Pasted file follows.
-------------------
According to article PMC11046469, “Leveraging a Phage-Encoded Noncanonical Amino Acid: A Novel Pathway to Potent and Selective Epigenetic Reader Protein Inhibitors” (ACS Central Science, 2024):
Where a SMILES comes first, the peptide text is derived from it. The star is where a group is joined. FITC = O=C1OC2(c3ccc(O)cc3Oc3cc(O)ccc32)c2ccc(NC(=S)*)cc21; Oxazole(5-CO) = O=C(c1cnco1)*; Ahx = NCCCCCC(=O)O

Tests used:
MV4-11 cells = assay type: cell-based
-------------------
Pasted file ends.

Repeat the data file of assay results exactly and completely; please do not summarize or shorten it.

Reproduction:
According to article PMC11046469, “Leveraging a Phage-Encoded Noncanonical Amino Acid: A Novel Pathway to Potent and Selective Epigenetic Reader Protein Inhibitors” (ACS Central Science, 2024):
Where a SMILES comes first, the peptide text is derived from it. The star is where a group is joined. FITC = O=C1OC2(c3ccc(O)cc3Oc3cc(O)ccc32)c2ccc(NC(=S)*)cc21; Oxazole(5-CO) = O=C(c1cnco1)*; Ahx = NCCCCCC(=O)O

Tests used:
MV4-11 cells = assay type: cell-based